Cadbury chairman Roger Carr was unapologetic over the board’s decision to accept an improved bid from Kraft Foods amid widespread dismay at the controversial sale – and warned that job losses were “an inevitability”.
Investec analyst Martin Deboo said: “Our overwhelming feeling is that, while shareholder capitalism might have triumphed, something valuable has been lost today.”
Members of the Cadbury family also expressed their regret at the sale.
Peter Cadbury, great-grandson of George Cadbury, said: “It is regrettable that a company which took 186 years to build up has had its future decided by investors whose aims are short-term.”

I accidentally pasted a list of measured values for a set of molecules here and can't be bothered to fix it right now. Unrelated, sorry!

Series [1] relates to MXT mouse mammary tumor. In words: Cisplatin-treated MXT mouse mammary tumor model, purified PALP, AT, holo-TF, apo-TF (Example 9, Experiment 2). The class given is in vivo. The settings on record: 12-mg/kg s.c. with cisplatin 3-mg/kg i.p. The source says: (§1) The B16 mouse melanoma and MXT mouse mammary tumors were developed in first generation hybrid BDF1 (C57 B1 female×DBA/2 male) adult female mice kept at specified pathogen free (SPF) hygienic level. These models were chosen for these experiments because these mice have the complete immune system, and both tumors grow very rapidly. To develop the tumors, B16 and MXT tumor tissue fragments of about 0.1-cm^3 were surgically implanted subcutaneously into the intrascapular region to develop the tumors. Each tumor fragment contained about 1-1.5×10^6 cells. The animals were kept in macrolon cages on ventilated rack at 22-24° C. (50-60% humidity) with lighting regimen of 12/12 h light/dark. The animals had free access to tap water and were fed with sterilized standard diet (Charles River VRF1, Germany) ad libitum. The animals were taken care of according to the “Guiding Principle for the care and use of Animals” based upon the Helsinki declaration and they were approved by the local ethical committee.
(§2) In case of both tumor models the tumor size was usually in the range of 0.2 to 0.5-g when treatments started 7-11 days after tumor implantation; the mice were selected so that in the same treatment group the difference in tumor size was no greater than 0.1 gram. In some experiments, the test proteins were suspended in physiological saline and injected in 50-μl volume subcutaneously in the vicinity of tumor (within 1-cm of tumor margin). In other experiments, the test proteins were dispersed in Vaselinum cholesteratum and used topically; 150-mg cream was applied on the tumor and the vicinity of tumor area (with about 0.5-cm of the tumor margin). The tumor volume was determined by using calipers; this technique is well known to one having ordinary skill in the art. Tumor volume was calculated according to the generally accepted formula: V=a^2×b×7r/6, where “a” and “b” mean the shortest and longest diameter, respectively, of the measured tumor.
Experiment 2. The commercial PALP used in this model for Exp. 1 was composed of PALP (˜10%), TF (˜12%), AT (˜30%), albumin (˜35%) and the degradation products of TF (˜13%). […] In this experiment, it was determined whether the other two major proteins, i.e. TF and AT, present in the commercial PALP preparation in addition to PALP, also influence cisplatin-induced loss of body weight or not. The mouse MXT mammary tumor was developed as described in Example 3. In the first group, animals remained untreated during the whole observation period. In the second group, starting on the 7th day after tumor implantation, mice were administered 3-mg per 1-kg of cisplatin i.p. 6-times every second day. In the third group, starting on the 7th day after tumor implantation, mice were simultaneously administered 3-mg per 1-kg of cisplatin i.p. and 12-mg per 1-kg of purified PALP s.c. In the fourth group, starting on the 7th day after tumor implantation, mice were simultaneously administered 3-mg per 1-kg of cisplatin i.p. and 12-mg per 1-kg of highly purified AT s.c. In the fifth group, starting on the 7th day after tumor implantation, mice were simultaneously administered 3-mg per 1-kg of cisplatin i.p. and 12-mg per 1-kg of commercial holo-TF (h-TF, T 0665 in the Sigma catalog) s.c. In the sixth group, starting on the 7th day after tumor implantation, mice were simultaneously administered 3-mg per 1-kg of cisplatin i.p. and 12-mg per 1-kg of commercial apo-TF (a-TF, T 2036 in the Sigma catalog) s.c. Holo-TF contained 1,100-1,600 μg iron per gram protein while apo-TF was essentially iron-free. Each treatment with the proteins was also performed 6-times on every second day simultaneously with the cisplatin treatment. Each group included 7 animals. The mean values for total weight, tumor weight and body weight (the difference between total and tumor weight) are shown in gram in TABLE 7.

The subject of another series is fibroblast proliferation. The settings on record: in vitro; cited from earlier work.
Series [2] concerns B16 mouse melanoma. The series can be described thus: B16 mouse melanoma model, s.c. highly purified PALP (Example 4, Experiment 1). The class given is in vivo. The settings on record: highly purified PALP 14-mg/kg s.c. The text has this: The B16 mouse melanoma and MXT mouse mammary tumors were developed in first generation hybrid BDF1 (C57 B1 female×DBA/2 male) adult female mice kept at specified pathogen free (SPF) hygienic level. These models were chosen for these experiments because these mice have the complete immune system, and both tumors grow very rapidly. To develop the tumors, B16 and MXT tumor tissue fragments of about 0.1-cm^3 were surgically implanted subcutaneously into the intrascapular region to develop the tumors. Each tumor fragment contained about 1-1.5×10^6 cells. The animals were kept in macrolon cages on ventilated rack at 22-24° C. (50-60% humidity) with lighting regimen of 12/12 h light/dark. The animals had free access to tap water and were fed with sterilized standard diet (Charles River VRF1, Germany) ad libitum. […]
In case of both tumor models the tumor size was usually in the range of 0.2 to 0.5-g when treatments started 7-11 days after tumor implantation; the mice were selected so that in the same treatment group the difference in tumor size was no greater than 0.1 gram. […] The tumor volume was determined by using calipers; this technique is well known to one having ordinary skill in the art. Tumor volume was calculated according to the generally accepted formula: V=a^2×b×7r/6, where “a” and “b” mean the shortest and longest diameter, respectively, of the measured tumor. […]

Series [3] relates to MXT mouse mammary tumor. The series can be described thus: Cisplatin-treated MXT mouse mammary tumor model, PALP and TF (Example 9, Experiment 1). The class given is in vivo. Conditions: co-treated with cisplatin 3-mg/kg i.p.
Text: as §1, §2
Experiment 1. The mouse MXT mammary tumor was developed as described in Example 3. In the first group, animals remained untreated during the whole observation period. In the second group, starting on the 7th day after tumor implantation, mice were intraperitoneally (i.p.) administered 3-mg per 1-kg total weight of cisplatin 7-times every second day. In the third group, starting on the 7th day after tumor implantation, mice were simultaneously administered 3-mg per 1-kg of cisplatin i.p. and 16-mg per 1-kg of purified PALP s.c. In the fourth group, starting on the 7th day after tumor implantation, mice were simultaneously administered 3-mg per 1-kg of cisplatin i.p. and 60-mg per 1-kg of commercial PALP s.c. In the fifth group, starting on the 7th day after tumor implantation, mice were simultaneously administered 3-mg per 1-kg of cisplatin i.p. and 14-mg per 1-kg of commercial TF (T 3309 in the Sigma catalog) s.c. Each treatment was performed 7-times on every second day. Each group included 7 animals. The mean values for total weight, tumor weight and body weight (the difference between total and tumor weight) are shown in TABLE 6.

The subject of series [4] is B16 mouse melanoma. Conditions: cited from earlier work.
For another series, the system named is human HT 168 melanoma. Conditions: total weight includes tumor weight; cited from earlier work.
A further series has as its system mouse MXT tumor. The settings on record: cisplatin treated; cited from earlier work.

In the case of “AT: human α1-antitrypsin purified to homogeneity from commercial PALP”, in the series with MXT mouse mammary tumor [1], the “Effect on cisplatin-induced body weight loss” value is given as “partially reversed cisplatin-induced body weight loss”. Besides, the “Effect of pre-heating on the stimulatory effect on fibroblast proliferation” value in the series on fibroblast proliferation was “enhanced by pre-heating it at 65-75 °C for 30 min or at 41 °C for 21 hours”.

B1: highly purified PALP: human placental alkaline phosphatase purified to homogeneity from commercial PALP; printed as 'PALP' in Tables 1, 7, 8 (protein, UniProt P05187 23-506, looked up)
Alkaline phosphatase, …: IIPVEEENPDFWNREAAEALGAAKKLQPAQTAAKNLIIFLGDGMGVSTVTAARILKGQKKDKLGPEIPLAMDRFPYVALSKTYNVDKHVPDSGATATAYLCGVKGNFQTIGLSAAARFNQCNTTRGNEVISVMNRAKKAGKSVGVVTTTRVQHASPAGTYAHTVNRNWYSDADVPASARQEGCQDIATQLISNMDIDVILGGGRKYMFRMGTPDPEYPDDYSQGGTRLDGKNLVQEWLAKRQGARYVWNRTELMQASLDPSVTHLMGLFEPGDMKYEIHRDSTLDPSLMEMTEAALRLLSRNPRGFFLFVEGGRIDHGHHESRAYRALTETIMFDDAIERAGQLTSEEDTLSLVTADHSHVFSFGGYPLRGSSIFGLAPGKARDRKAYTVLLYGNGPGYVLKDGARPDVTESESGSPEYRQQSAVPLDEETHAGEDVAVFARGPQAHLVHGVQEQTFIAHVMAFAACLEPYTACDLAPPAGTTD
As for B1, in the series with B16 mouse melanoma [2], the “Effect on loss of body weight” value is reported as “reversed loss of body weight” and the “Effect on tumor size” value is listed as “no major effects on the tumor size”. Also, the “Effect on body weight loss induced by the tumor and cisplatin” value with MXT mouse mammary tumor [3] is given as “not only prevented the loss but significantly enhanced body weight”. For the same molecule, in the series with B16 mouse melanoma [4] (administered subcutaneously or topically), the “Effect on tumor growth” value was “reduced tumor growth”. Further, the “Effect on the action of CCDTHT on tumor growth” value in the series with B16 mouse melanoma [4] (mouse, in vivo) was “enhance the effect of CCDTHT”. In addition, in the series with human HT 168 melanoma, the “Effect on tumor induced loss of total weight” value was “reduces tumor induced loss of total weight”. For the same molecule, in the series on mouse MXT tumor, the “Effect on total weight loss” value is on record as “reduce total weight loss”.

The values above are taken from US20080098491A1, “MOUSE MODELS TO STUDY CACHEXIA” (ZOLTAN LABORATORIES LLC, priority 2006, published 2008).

But Carr – who again last week criticised Kraft’s business model and labelled their takeover approach as “derisory” – defended the decision.
“The reality is we are part of a global business,” he said. “Although Cadbury’s roots are deeply buried in Britain, the development of the company has been all over the world.”
Cadbury’s board yesterday recommended an improved £11.9bn bid from the US food group after a bitter war of words lasting several months. The news brings to an end 186 years of independence for once of the UK’s best-loved brands.
Chief executive Todd Stitzer reportedly stands to make up to £12m from the deal.